Why is the assessment and recognition of foreign qualifications an important issue?
OECD-wide, almost two out of three immigrants have obtained their qualifications abroad. At the same time, a substantial body of research shows that immigrants with foreign qualifications face significant barriers to unfolding their skills potential. Highly educated immigrants with foreign qualifications have lower returns to their education in terms of employment prospects and wages than the native-born with domestic qualifications, regardless of age, gender and field of study. On OECD average, 27% of highly educated immigrants are not in employment and a further 26% are formally overqualified for their job, meaning that they work in jobs that require a lower level of formal education than what they were educated for.1 Among highly educated immigrants with domestic qualifications, only 20% are not in employment and 18% are overqualified for their job (see Figure 1).
Part of the observed lower return to foreign qualifications is due to differences in the performance of education systems. For example, data from the OECD Survey on Adult Skills (PIAAC) shows that there are large cross-country differences in skills at given education levels (OECD, 2016b). Likewise, the OECD Programme for International Student Assessment (PISA) has shown that the outcomes of students at age 15 vary across countries. This and other evidence suggests that the quality of education systems differs widely, especially between high- and low-income countries. However, recent OECD work has shown that a discount is observed even after accounting for such differences (OECD/EU, 2014).
An important distinction must be made between regulated and non-regulated occupations. In regulated professions and trades, where a specific registration, certificate or licence awarded by the relevant professional licencing body is generally required to protect public health and safety, holding a foreign qualification constitutes a particular barrier. Foreign qualifications are usually not accepted because training curricula and certification requirements vary strongly across countries. As a result, immigrants trained abroad cannot exercise these regulated professions unless they obtain a formal assessment and recognition of their qualification from the relevant licencing body.
In occupations that are not formally regulated, immigrants with foreign qualifications are formally eligible to apply. However, holding a foreign qualification presents an informal barrier even in these segments. Foreign credentials often do not send the same positive signals as domestic qualifications as employers are not familiar with the education and training system that they originate from. In addition, immigrant applicants are more likely than the native-born to lack domestic references or work experience, which adds to employers’ uncertainty about their skills and competencies. To improve their chances to be hired for a non-regulated job, immigrants can seek informal assessment of their qualifications in most countries.
Finally, having foreign qualifications assessed is generally required if migrants seek to pursue further studies in the host country or to carry an academic title.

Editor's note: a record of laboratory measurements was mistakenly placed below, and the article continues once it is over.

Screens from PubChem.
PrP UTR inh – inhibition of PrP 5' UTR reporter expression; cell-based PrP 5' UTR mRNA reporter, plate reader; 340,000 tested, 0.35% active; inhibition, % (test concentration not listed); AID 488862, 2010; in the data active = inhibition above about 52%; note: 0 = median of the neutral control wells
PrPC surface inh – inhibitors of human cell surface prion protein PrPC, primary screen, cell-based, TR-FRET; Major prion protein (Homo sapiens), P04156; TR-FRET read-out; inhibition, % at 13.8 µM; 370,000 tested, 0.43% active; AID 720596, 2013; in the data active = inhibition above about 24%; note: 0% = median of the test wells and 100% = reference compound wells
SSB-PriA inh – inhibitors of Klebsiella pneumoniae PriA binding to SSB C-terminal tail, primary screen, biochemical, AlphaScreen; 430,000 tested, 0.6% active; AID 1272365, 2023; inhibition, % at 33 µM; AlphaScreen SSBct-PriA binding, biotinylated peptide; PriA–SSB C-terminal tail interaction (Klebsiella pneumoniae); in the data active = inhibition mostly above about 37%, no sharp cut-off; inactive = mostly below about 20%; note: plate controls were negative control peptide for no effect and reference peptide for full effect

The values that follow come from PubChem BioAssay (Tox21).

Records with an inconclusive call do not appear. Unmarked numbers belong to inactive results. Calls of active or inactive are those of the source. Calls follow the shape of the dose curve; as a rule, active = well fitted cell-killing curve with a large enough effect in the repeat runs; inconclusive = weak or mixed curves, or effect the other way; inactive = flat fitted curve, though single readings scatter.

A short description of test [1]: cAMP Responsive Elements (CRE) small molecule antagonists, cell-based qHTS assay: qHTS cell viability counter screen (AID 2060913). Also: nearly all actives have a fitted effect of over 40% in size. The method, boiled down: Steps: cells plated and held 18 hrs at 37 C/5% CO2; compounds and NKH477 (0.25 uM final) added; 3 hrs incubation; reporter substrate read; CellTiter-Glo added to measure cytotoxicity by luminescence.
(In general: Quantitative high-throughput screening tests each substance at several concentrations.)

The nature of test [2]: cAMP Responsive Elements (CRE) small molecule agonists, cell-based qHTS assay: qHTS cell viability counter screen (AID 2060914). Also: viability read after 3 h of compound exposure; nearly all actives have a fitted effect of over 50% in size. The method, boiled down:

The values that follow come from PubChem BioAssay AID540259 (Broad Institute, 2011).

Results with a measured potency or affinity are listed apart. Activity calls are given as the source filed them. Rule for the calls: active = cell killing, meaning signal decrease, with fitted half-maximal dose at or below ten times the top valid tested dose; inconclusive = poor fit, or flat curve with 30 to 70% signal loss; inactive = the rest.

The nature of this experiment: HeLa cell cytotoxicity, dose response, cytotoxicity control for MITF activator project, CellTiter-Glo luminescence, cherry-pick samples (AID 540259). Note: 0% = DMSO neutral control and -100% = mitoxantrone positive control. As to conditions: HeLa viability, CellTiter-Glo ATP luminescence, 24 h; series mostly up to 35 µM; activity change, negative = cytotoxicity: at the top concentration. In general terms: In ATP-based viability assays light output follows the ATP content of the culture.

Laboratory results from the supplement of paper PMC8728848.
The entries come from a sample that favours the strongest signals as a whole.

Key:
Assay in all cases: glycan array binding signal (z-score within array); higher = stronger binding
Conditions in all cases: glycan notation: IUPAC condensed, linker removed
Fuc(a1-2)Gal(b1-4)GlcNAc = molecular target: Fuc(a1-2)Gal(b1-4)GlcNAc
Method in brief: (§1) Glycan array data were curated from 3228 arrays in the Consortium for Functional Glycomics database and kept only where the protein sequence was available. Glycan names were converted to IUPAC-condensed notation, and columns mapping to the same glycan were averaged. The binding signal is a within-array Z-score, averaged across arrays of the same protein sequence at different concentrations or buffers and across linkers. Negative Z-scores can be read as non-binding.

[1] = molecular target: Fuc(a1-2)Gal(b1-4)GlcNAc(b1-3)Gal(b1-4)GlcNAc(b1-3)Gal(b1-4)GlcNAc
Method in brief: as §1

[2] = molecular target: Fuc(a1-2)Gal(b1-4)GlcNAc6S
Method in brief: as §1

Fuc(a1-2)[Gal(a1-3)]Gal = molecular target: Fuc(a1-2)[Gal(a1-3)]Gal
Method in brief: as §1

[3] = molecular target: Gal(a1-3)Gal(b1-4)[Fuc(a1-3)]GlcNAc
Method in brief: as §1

There are evident benefits to having a foreign qualification recognised
Recognition improves the labour market prospects of immigrants, regardless of their migration category, field of expertise, or the origin of their degree (Damos de Matos and Liebig, 2014; Liebig and Huddleston, 2014; Brücker et al., 2015). Data from selected European OECD countries suggest that immigrants who obtained formal recognition are more often employed and work in better jobs than their peers whose applications were not successful, or the large majority of migrants who never underwent an assessment process in the first place. The observed differences in over-qualification rates between the native-born and foreign-born are significantly lower for immigrants who applied for recognition (see Figure 2). The improvement associated with recognition is particularly pronounced for immigrants from lower-income countries, where education systems often tend to perform less well. At the same time, employers may face higher levels of uncertainty when assessing the value of qualifications from such countries, making an official recognition particularly informative of the real value.
The majority of immigrants who apply for recognition succeed in obtaining either full or partial recognition (see Figure 3). Nevertheless, only few immigrants use existing recognition mechanisms. Among immigrants with tertiary education in European OECD countries merely 38% have applied to have their qualifications recognised in the host country (Figure 3). Overall, immigrants who came to the host country to study are more likely to apply for recognition than labour, family and humanitarian migrants. Among those who apply, those with qualifications in the health and welfare sector are clearly overrepresented, followed by persons with qualifications in teaching, training and education.
This booklet identifies these barriers and presents ten lessons about effective tools and components of recognition policy that policy makers can use to raise the benefits of recognition for immigrants, employers and origin countries. The policy tools presented in this booklet tackle issues of recognition whilst addressing other related factors at the same, thus providing a comprehensive and holistic approach to recognition and integration policy. Although assessment and recognition procedures are often undertaken for the purpose of further education in the host country, the focus of this publication is on the labour market.
Chosen excerpts by Job Market Monitor. Read the whole story at Making Integration Work: Assessment and Recognition of Foreign Qualifications – Books – OECD iLibrary